Test Automation with Cypress

What is Cypress and Why Cypress?

How to install Cypress?

Installing cypress
Installing cypress
  1. Create a package.json file
  1. Navigate to the project folder in a terminal
  2. Install the dependencies in the local node_modules folder

cypress.json

This is the Cypress configuration file and the main entry point to a Cypress project. In order to use the below-mentioned folder structure, you must add the following custom configurations in this file after the initial Cypress installation.

"pluginsFile": "test/functional/framework/plugins/index.js",     "supportFile": "test/functional/framework/support/index.js",     "fixturesFolder": "test/functional/fixtures",     "integrationFolder": "test/functional/tests",     
"testFiles": "**/*.spec.js",
"videosFolder": "test/functional/results/videos", "screenshotsFolder": "test/functional/results/screenshots", "video": false,

Opening Cypress

$ yarn run cypress open
$ npx cypress open

Sample Project Structure

Sample folder structure
Sample folder structure

Sample test file

// cypress/integration/login.spec.js
describe('login', () => {
beforeEach(() => {
visitLoginPage()
})

it('A User logs in and sees a welcome message', () => {
loginWith('michael@example.com', 'passsword')

expect(cy.contains('Welcome back Michael')).to.exist
})

it('A User logs off and sees a goodbye message', () => {
loginWith('michael@example.com', 'password')
logout()

expect(cy.contains('Goodbye! See you soon!'))
})
})

const visitLoginPage = () => {
cy.visit('http://localhost:3000')
}

const loginWith = (email, password) => {
cy.get('[name="email"]').type(email)
cy.get('[name="password"]').type(password)
cy.get('button').click()
}
const logout = () => {
cy.get('button').click()
}

Test Execution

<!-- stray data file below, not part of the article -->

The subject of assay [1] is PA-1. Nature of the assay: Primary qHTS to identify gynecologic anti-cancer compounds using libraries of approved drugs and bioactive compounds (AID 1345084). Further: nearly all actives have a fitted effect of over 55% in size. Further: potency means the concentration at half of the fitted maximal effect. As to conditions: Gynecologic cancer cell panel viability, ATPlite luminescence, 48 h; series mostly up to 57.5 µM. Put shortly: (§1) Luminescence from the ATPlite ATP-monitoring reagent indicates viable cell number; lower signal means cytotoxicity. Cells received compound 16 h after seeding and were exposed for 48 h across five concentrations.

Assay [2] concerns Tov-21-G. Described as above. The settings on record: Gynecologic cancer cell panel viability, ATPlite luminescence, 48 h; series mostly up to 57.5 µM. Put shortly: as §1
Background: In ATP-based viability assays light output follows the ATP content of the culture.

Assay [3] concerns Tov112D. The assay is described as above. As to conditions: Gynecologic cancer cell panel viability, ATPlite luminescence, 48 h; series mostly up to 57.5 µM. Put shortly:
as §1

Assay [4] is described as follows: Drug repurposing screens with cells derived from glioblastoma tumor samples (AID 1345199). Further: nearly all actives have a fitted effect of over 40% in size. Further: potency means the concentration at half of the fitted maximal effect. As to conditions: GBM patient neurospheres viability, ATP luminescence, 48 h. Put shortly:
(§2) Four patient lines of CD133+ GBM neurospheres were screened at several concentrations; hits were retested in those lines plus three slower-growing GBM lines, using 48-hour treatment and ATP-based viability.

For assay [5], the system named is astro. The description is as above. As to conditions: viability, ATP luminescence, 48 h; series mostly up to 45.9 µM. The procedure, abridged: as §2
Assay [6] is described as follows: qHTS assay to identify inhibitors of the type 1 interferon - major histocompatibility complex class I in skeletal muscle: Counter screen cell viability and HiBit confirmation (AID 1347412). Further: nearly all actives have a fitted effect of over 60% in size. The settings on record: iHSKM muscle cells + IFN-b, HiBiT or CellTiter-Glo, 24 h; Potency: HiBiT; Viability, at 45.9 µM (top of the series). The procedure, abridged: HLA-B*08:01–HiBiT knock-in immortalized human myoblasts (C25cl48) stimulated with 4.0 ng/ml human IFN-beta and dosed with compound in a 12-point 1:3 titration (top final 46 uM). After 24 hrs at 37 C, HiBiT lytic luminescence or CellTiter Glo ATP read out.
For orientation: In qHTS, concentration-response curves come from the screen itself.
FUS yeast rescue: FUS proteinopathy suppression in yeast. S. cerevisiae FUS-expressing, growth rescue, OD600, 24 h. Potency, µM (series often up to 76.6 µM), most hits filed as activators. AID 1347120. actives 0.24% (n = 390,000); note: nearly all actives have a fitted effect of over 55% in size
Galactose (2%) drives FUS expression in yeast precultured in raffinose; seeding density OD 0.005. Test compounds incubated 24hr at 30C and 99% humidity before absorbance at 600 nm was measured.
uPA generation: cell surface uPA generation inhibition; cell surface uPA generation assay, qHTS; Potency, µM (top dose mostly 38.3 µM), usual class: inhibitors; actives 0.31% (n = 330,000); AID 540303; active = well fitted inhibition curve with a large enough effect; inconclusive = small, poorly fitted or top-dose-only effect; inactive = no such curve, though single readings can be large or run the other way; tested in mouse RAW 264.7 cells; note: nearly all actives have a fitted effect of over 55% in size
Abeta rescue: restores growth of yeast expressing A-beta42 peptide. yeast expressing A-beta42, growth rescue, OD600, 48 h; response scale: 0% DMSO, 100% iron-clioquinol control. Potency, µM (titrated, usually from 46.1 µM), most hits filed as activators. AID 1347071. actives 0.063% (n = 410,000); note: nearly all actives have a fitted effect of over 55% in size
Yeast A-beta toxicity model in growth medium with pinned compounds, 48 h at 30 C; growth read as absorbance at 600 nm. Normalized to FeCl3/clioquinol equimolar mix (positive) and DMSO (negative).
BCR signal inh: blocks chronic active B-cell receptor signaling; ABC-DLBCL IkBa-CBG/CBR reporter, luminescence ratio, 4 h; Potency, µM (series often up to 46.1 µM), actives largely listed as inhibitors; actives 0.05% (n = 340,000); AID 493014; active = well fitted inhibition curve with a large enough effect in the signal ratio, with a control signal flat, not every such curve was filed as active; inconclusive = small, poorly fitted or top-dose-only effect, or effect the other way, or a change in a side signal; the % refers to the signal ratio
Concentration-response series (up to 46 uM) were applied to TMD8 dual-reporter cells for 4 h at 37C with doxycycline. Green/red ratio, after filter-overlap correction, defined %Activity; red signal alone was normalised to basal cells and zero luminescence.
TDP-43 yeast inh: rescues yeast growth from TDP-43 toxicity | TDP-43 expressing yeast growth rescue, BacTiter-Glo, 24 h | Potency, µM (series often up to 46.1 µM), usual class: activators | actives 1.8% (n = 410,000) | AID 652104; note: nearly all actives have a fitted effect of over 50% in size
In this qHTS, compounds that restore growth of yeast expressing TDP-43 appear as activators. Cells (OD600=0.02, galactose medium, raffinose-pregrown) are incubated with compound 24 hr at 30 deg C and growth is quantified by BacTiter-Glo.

1. GUI Mode
Test execution window
Test execution window
$ ./node_modules/.bin/cypress run — spec “test/functional/test_file_name.spec.js”
Test report with the execution using the tesrminal
Test report with the execution using the tesrminal

Errors

Error Window
  1. Error message: This generally tells you what went wrong. It can vary in length.
  2. Learn more: Some error messages contain a Learn more link that will take you to relevant Cypress documentation.
  3. Code frame file: This is usually the top line of the stack trace and it shows the file, line number, and column number that is highlighted in the code frame below. Clicking on this link will open the file in your preferred file opener and highlight the line and column in editors that support it.
  4. Code frame: This shows a snippet of code where the failure occurred, with the relevant line and column highlighted.
  5. View stack trace: Clicking this toggles the visibility of the stack trace.
  6. Print to console button: Click this to print the full error to your DevTools console. This will usually allow you to click on lines in the stack trace and open files in your DevTools.

Debugging

Your Cypress test code runs in the same run loop as your application. This means you have access to the code running on the page, as well as the things the browser makes available to you, like document, window, and debugger.

Debug using debugger
Debug using then()
Debug using debug()

Frequently Installed Together

Below are some useful npm packages that most users install together with Cypress:

References

Senior Quality Engineer @ SyscoLABS